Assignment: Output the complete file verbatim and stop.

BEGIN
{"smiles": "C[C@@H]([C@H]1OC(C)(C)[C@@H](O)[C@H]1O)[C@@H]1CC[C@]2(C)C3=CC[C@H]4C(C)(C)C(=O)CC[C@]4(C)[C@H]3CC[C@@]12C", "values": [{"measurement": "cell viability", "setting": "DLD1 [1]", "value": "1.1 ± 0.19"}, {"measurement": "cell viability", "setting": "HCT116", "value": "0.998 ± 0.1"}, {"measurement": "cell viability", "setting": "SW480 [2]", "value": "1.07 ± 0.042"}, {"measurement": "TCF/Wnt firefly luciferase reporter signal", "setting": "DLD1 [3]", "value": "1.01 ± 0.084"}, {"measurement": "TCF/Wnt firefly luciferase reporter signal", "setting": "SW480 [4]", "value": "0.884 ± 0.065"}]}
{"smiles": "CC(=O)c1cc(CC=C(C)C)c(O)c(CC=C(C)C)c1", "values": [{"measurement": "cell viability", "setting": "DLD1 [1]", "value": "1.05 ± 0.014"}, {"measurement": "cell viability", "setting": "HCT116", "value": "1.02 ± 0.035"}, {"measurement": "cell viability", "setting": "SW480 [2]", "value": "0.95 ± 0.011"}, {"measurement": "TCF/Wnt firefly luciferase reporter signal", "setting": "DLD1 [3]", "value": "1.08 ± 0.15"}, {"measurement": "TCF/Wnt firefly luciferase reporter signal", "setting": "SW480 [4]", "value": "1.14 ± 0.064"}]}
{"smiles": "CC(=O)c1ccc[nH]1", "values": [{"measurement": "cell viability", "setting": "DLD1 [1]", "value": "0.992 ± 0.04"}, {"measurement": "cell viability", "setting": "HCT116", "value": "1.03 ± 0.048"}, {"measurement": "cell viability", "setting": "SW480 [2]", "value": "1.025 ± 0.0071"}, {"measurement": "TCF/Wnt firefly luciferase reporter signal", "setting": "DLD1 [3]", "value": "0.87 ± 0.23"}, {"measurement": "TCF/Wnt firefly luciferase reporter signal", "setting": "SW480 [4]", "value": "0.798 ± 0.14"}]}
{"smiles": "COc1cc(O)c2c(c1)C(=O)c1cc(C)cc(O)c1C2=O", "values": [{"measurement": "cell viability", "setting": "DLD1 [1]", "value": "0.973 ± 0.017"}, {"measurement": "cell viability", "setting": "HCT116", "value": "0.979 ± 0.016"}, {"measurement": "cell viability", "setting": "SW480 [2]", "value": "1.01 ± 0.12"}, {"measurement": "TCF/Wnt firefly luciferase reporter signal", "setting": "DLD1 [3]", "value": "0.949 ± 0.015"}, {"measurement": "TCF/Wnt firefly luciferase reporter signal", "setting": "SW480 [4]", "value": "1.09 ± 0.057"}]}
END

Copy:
{"smiles": "C[C@@H]([C@H]1OC(C)(C)[C@@H](O)[C@H]1O)[C@@H]1CC[C@]2(C)C3=CC[C@H]4C(C)(C)C(=O)CC[C@]4(C)[C@H]3CC[C@@]12C", "values": [{"measurement": "cell viability", "setting": "DLD1 [1]", "value": "1.1 ± 0.19"}, {"measurement": "cell viability", "setting": "HCT116", "value": "0.998 ± 0.1"}, {"measurement": "cell viability", "setting": "SW480 [2]", "value": "1.07 ± 0.042"}, {"measurement": "TCF/Wnt firefly luciferase reporter signal", "setting": "DLD1 [3]", "value": "1.01 ± 0.084"}, {"measurement": "TCF/Wnt firefly luciferase reporter signal", "setting": "SW480 [4]", "value": "0.884 ± 0.065"}]}
{"smiles": "CC(=O)c1cc(CC=C(C)C)c(O)c(CC=C(C)C)c1", "values": [{"measurement": "cell viability", "setting": "DLD1 [1]", "value": "1.05 ± 0.014"}, {"measurement": "cell viability", "setting": "HCT116", "value": "1.02 ± 0.035"}, {"measurement": "cell viability", "setting": "SW480 [2]", "value": "0.95 ± 0.011"}, {"measurement": "TCF/Wnt firefly luciferase reporter signal", "setting": "DLD1 [3]", "value": "1.08 ± 0.15"}, {"measurement": "TCF/Wnt firefly luciferase reporter signal", "setting": "SW480 [4]", "value": "1.14 ± 0.064"}]}
{"smiles": "CC(=O)c1ccc[nH]1", "values": [{"measurement": "cell viability", "setting": "DLD1 [1]", "value": "0.992 ± 0.04"}, {"measurement": "cell viability", "setting": "HCT116", "value": "1.03 ± 0.048"}, {"measurement": "cell viability", "setting": "SW480 [2]", "value": "1.025 ± 0.0071"}, {"measurement": "TCF/Wnt firefly luciferase reporter signal", "setting": "DLD1 [3]", "value": "0.87 ± 0.23"}, {"measurement": "TCF/Wnt firefly luciferase reporter signal", "setting": "SW480 [4]", "value": "0.798 ± 0.14"}]}
{"smiles": "COc1cc(O)c2c(c1)C(=O)c1cc(C)cc(O)c1C2=O", "values": [{"measurement": "cell viability", "setting": "DLD1 [1]", "value": "0.973 ± 0.017"}, {"measurement": "cell viability", "setting": "HCT116", "value": "0.979 ± 0.016"}, {"measurement": "cell viability", "setting": "SW480 [2]", "value": "1.01 ± 0.12"}, {"measurement": "TCF/Wnt firefly luciferase reporter signal", "setting": "DLD1 [3]", "value": "0.949 ± 0.015"}, {"measurement": "TCF/Wnt firefly luciferase reporter signal", "setting": "SW480 [4]", "value": "1.09 ± 0.057"}]}